"Assembled in the Church they dispute, and in the very presence of truth, they pass to futile discussions . . . looking on truth as if it were a garment, they have tried, though in vain, to tear it in pieces; for truth is one and indivisible; whence it happens, contrary to their expectations, that whilst striving to divide truth, they divide amongst themselves, and are at the same time outcasts from the kingdom of God. But not therefore do they lay down their weapons; they prepare for war; they hope for victory; and what victory, but one which, despite false appearances, is a real overthrow. They are assiduous at Scripture, not to profit by pious reading, but that they may err more freely; and they come from the Scriptures more ready for disputes and quarrels. . . . The foolish men, they have turned aside from the stones set as guides in the king's high-way; and that they may wander with less restraint, they have plunged into pathless and desert places. But indeed to him alone who perseveres in keeping to the king's high-way, will it be granted to possess the gifts, and to come to the presence of the king."

T. iii. Syr. Serm. 66
Adv. Scrutat. pp. 128-9.
See also Adv. Scrutat. p. 130, D. E.
The Faith of Catholics, Volume 1, Page 371-372

St. Hilary of Poitiers, (A.D. 315-367), French; husband, theologian, bishop of Poiters around A.D. 355, and Doctor of the Church. Referred to as the "Hammer of the Arians" and the "Athanasius of the West.". He was obviously a firm supporter of St. Athanasius.

"Many have there been who have taken up the simplicity of the heavenly words according to that sense which their will dictated, not for the end of the truth itself, interpreting otherwise than the force of the words required. For heresy is not from Scripture, but from the understanding (of it); and the sense, not the words, the cause of crime."

De Trinitate, Lib. ii. n. 3, t. ii. p. 27.
See also the quotation from Lib. vii. De Trinit. n. 4.
The Faith of Catholics, Volume 1, Page 367

4. Having reproached the Arians for not adhering to the faith as expressed in the form of baptism, he says that, since their original defection, "A habit of writing and innovating in faith has grown up: a habit which, having undertaken to frame what is new, rather than to defend what has been received, neither defends what is old, nor has settled what is new, and thus has been made a faith of the times rather than of the Gospels; while what is defined is according to the year, not that held which is according to the profession at baptism. It is for us a very dangerous, and at the same time a pitiful thing, that there are now as many faiths as wills; and as various doctrines amongst us, as morals; and as many causes of blasphemies, as there are vices; while faiths (creeds) are either written as we wish them, or are interpreted as we wish them. And, whereas, according as God is one, and the Lord one, and baptism one, faith also is one, we fall away from that faith (4) which is the only one; and while many faiths are made, they have begun to be made towards this result, that there may be no faith."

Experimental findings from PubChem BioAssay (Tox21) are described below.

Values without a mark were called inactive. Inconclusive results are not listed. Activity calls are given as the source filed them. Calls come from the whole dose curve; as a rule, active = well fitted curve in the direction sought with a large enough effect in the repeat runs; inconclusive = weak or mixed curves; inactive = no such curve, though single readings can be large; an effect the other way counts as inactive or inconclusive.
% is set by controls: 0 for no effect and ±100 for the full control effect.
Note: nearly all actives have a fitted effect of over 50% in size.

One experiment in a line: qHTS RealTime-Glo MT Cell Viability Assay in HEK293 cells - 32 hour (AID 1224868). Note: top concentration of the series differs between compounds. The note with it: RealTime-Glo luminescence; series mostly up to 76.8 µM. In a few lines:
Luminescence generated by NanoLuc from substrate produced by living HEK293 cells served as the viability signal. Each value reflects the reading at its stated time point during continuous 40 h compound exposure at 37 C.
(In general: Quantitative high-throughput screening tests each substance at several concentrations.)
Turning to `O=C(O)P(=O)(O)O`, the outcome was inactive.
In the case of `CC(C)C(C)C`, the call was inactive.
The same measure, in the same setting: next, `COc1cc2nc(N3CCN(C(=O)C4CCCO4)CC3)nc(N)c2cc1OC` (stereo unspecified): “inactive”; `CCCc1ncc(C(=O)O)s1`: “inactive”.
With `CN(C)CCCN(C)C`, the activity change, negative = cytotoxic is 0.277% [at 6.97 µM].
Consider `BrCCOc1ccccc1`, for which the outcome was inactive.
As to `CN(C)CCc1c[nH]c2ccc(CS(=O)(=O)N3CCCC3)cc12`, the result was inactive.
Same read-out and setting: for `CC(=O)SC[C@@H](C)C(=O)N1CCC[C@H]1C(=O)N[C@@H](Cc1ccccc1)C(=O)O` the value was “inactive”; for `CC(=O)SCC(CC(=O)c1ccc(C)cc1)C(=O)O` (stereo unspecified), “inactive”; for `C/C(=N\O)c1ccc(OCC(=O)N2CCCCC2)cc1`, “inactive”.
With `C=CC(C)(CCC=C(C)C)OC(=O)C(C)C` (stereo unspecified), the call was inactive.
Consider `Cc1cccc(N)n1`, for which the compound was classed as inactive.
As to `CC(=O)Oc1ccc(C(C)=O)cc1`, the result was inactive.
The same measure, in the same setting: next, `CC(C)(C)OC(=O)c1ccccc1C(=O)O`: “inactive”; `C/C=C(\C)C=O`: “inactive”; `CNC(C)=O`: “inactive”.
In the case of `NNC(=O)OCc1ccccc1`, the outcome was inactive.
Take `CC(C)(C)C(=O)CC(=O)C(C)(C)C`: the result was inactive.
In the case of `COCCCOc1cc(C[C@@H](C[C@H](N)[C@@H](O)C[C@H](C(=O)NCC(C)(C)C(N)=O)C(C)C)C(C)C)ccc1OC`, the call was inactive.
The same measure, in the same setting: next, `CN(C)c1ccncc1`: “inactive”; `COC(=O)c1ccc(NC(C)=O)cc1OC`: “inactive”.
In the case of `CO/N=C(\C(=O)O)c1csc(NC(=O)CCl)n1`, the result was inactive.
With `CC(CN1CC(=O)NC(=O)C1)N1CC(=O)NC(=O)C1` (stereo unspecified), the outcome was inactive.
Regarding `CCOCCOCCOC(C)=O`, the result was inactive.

5. "For we are conscious on both sides, that since the synod assembled at Nicaea, there is nothing but creed-writing. . . . We have yearly and monthly faiths decreed concerning God; we repent of what has been decreed; we defend what has been repented of; we anathematize what has been defended...

9. Remember, however, that there is no heretic who does not now assert falsely that he utters according to Scripture the things wherein he blasphemes. . . . All plead Scripture, without the mind of Scripture; and unbelieving, plead belief. For Scripture is not in reading but in comprehending."

Ad Constant. August, lib. ii. n. 4, 5, 9, t. ii. pp. 545-7.
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St. Cyril of Jerusalem, (A.D. 315-386), Palestinian; ordained by Maximus, he was made bishop of Jerusalem in A.D. 345; scholar and Doctor of the Church. None of his writings have been preserved to us, except eighteen catechetical instructions addressed to catechumens, and five mystagogic discourses addressed to neophytes.